Lawmakers eye blocks on fiber optic systems

By Emily Ford

cable television

Image by ·júbilo·haku· via Flickr

Local officials say they have convinced state legislators to exempt Salisbury from a bill that would limit the ability of municipalities to operate broadband networks.

Salisbury recently launched Fibrant, a fiber to the home network that competes with private telecommunication companies to provide Internet, phone and cable TV service.

This marks the fourth year that legislation threatens municipal broadband systems like Fibrant.

But Mayor Susan Kluttz said state lawmakers have assured her they will rewrite the bill to exempt Salisbury and other cities with networks that are up and running.

“We were able to have a really positive discussion with them and explain to them what this situation means and the impact it could have on Salisbury,” said Kluttz, who spent a day and a half in Raleigh with Assistant City Manager Doug Paris meeting with legislators.

Sponsors pulled the bill, which was scheduled to be heard Wednesday by the Public Utilities Committee.

“They did not want to do anything to harm Salisbury or any other city,” Kluttz said. “There was already some partial exemption in the bill, and we expect to have full exemption.”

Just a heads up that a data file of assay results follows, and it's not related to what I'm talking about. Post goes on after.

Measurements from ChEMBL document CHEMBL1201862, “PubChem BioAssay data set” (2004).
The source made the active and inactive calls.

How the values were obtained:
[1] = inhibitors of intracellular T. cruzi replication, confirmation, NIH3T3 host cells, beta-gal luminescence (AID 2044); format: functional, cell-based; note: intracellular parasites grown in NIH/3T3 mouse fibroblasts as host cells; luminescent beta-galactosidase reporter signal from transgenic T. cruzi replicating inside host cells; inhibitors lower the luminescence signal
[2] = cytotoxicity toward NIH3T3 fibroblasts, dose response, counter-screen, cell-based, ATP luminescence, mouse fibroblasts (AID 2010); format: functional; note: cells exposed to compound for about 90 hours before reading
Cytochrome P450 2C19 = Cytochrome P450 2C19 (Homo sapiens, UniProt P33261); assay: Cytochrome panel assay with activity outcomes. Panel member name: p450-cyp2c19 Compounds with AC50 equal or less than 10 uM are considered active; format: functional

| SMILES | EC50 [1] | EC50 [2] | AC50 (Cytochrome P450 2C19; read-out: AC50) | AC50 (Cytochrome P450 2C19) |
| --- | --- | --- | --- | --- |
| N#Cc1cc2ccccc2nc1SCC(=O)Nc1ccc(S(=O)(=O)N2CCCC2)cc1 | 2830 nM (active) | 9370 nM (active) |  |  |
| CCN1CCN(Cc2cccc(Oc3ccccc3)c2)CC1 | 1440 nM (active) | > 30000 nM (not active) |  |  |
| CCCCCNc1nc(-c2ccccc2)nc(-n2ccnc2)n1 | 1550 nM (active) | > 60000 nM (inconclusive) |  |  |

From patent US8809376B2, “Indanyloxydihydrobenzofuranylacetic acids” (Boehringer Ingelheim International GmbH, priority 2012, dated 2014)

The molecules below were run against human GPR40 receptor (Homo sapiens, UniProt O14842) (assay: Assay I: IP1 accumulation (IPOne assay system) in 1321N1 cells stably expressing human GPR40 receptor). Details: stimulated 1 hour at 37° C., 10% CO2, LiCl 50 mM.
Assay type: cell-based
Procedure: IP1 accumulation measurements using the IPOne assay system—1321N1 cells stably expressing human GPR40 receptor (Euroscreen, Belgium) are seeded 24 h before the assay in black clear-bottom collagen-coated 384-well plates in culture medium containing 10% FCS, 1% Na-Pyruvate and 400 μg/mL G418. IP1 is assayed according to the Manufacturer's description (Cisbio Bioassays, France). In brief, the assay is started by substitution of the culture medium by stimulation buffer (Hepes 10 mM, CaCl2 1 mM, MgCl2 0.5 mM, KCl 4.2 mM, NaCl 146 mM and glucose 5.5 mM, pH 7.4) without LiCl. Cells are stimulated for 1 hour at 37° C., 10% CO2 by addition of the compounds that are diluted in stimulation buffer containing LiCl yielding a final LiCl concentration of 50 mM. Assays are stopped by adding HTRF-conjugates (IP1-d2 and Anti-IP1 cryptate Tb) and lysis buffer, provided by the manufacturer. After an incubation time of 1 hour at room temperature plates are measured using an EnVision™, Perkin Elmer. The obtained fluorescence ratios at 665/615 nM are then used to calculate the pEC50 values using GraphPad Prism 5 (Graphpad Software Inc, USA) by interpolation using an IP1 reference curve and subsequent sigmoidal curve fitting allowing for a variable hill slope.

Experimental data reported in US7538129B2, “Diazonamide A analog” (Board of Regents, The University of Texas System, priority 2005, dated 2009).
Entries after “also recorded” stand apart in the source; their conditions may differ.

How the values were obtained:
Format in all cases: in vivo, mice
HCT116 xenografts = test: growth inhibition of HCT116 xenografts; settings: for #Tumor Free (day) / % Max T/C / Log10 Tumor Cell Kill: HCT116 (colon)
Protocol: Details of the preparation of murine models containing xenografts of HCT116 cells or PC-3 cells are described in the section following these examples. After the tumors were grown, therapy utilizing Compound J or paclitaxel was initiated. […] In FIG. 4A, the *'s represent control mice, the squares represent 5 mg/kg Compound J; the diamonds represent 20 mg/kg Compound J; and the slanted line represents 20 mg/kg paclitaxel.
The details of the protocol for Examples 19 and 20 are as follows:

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About Mark Milliman

Mark Milliman is a Principal Consultant at Inphotonics Research driving the adoption and assisting local governments to plan, build, operate, and lease access open-access municipal broadband networks. Additionally, he works with entrepreneurs and venture capitalists to increase the value of their intellectual capital through the creation of strategic product plans and execution of innovative marketing strategies. With more than 22 years of experience in the telecommunications industry that began at AT&T Bell Laboratories, Mark has built fiber, cable, and wireless networks around the world to deliver voice, video, and data services. His thorough knowledge of all aspects of service delivery from content creation to the design, operation, and management of the network is utilized by carriers and equipment manufacturers. Mark conceived and developed one of the industry's first multi-service provisioning platform and is multiple patent holder. He is active in the IEEE as a senior member. Mark received his B.S. in Electrical Engineering from Iowa State University and M.S. in Electrical Engineering from Carnegie Mellon University.
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